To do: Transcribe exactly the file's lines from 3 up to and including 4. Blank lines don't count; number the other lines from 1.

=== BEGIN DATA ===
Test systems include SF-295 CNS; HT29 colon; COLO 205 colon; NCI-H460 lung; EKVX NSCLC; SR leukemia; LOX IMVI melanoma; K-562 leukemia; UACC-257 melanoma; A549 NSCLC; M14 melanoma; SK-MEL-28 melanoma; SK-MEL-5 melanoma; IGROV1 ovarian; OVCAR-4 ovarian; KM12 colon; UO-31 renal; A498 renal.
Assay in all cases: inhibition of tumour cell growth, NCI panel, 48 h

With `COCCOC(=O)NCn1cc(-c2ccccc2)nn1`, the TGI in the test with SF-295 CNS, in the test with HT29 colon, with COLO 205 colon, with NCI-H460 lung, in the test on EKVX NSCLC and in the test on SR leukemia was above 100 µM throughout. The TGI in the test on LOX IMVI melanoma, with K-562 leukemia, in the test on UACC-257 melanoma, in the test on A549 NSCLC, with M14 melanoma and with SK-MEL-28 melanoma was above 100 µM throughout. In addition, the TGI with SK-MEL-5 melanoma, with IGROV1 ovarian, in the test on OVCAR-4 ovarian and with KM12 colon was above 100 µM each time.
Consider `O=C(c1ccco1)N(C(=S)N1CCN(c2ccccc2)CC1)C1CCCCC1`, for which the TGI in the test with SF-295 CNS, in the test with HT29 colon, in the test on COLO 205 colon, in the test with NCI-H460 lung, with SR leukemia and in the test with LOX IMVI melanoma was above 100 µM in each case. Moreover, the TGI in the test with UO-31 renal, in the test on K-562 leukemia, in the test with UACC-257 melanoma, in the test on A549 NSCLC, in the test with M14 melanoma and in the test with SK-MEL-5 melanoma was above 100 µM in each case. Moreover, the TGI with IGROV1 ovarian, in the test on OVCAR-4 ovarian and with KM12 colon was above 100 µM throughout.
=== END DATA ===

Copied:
With `COCCOC(=O)NCn1cc(-c2ccccc2)nn1`, the TGI in the test with SF-295 CNS, in the test with HT29 colon, with COLO 205 colon, with NCI-H460 lung, in the test on EKVX NSCLC and in the test on SR leukemia was above 100 µM throughout. The TGI in the test on LOX IMVI melanoma, with K-562 leukemia, in the test on UACC-257 melanoma, in the test on A549 NSCLC, with M14 melanoma and with SK-MEL-28 melanoma was above 100 µM throughout. In addition, the TGI with SK-MEL-5 melanoma, with IGROV1 ovarian, in the test on OVCAR-4 ovarian and with KM12 colon was above 100 µM each time.
Consider `O=C(c1ccco1)N(C(=S)N1CCN(c2ccccc2)CC1)C1CCCCC1`, for which the TGI in the test with SF-295 CNS, in the test with HT29 colon, in the test on COLO 205 colon, in the test with NCI-H460 lung, with SR leukemia and in the test with LOX IMVI melanoma was above 100 µM in each case. Moreover, the TGI in the test with UO-31 renal, in the test on K-562 leukemia, in the test with UACC-257 melanoma, in the test on A549 NSCLC, in the test with M14 melanoma and in the test with SK-MEL-5 melanoma was above 100 µM in each case. Moreover, the TGI with IGROV1 ovarian, in the test on OVCAR-4 ovarian and with KM12 colon was above 100 µM throughout.